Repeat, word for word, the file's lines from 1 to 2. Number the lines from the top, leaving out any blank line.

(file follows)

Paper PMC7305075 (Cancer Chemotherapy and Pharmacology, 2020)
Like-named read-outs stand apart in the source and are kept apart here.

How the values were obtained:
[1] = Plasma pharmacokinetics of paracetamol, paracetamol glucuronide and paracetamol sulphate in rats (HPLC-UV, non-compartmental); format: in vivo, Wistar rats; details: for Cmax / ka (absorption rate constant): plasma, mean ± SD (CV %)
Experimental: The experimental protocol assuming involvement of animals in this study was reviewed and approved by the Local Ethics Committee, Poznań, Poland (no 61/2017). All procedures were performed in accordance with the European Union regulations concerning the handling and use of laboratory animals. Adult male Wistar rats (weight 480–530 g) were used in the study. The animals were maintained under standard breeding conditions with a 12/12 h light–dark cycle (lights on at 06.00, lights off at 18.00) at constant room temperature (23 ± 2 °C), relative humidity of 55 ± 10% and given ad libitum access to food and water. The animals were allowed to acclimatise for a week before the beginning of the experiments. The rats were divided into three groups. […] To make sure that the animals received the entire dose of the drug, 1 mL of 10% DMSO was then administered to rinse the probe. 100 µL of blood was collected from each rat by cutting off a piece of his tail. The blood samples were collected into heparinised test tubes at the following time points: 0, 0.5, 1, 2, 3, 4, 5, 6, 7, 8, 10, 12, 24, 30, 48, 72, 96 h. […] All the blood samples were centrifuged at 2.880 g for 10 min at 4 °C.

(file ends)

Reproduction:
Paper PMC7305075 (Cancer Chemotherapy and Pharmacology, 2020)
Like-named read-outs stand apart in the source and are kept apart here.